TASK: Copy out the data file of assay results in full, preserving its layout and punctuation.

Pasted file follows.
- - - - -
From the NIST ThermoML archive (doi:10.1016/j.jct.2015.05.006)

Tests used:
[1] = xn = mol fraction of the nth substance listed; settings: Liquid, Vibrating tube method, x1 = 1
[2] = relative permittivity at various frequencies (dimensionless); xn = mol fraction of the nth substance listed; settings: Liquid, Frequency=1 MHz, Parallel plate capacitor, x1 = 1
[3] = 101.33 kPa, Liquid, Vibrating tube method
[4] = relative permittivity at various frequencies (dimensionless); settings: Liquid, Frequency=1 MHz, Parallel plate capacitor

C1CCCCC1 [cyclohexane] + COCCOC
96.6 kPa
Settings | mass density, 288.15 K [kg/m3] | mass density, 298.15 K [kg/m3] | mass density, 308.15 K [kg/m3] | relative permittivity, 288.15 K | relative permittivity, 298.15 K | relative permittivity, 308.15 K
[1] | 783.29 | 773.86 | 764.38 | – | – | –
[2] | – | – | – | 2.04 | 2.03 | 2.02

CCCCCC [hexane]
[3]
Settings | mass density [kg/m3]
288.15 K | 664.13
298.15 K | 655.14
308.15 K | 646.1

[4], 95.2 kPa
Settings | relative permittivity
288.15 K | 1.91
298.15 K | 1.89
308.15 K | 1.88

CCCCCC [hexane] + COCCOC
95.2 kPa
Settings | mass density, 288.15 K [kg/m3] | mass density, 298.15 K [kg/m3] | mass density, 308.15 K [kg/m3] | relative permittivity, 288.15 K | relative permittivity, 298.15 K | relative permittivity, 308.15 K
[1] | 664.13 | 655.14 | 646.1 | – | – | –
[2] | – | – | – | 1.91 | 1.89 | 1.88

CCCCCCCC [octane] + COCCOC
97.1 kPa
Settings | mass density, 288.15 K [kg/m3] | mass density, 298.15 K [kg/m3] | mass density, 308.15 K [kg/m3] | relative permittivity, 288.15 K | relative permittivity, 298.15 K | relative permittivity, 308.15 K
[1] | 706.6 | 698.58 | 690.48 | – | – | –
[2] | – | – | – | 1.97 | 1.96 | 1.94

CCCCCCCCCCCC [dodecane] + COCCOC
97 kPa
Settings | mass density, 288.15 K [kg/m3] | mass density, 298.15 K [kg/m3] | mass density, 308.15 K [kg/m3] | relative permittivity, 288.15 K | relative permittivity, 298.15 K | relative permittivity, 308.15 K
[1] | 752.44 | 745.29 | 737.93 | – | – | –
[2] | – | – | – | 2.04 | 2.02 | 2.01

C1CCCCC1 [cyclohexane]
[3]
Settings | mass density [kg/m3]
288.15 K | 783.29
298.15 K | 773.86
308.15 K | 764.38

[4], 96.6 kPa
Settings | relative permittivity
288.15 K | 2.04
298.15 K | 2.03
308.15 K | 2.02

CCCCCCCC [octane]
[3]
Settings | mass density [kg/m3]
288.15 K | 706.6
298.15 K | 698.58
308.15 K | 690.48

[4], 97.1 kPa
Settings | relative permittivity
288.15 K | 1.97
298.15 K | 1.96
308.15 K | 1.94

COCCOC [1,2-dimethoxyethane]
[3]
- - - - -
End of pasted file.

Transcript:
From the NIST ThermoML archive (doi:10.1016/j.jct.2015.05.006)

Tests used:
[1] = xn = mol fraction of the nth substance listed; settings: Liquid, Vibrating tube method, x1 = 1
[2] = relative permittivity at various frequencies (dimensionless); xn = mol fraction of the nth substance listed; settings: Liquid, Frequency=1 MHz, Parallel plate capacitor, x1 = 1
[3] = 101.33 kPa, Liquid, Vibrating tube method
[4] = relative permittivity at various frequencies (dimensionless); settings: Liquid, Frequency=1 MHz, Parallel plate capacitor

C1CCCCC1 [cyclohexane] + COCCOC
96.6 kPa
Settings | mass density, 288.15 K [kg/m3] | mass density, 298.15 K [kg/m3] | mass density, 308.15 K [kg/m3] | relative permittivity, 288.15 K | relative permittivity, 298.15 K | relative permittivity, 308.15 K
[1] | 783.29 | 773.86 | 764.38 | – | – | –
[2] | – | – | – | 2.04 | 2.03 | 2.02

CCCCCC [hexane]
[3]
Settings | mass density [kg/m3]
288.15 K | 664.13
298.15 K | 655.14
308.15 K | 646.1

[4], 95.2 kPa
Settings | relative permittivity
288.15 K | 1.91
298.15 K | 1.89
308.15 K | 1.88

CCCCCC [hexane] + COCCOC
95.2 kPa
Settings | mass density, 288.15 K [kg/m3] | mass density, 298.15 K [kg/m3] | mass density, 308.15 K [kg/m3] | relative permittivity, 288.15 K | relative permittivity, 298.15 K | relative permittivity, 308.15 K
[1] | 664.13 | 655.14 | 646.1 | – | – | –
[2] | – | – | – | 1.91 | 1.89 | 1.88

CCCCCCCC [octane] + COCCOC
97.1 kPa
Settings | mass density, 288.15 K [kg/m3] | mass density, 298.15 K [kg/m3] | mass density, 308.15 K [kg/m3] | relative permittivity, 288.15 K | relative permittivity, 298.15 K | relative permittivity, 308.15 K
[1] | 706.6 | 698.58 | 690.48 | – | – | –
[2] | – | – | – | 1.97 | 1.96 | 1.94

CCCCCCCCCCCC [dodecane] + COCCOC
97 kPa
Settings | mass density, 288.15 K [kg/m3] | mass density, 298.15 K [kg/m3] | mass density, 308.15 K [kg/m3] | relative permittivity, 288.15 K | relative permittivity, 298.15 K | relative permittivity, 308.15 K
[1] | 752.44 | 745.29 | 737.93 | – | – | –
[2] | – | – | – | 2.04 | 2.02 | 2.01

C1CCCCC1 [cyclohexane]
[3]
Settings | mass density [kg/m3]
288.15 K | 783.29
298.15 K | 773.86
308.15 K | 764.38

[4], 96.6 kPa
Settings | relative permittivity
288.15 K | 2.04
298.15 K | 2.03
308.15 K | 2.02

CCCCCCCC [octane]
[3]
Settings | mass density [kg/m3]
288.15 K | 706.6
298.15 K | 698.58
308.15 K | 690.48

[4], 97.1 kPa
Settings | relative permittivity
288.15 K | 1.97
298.15 K | 1.96
308.15 K | 1.94

COCCOC [1,2-dimethoxyethane]
[3]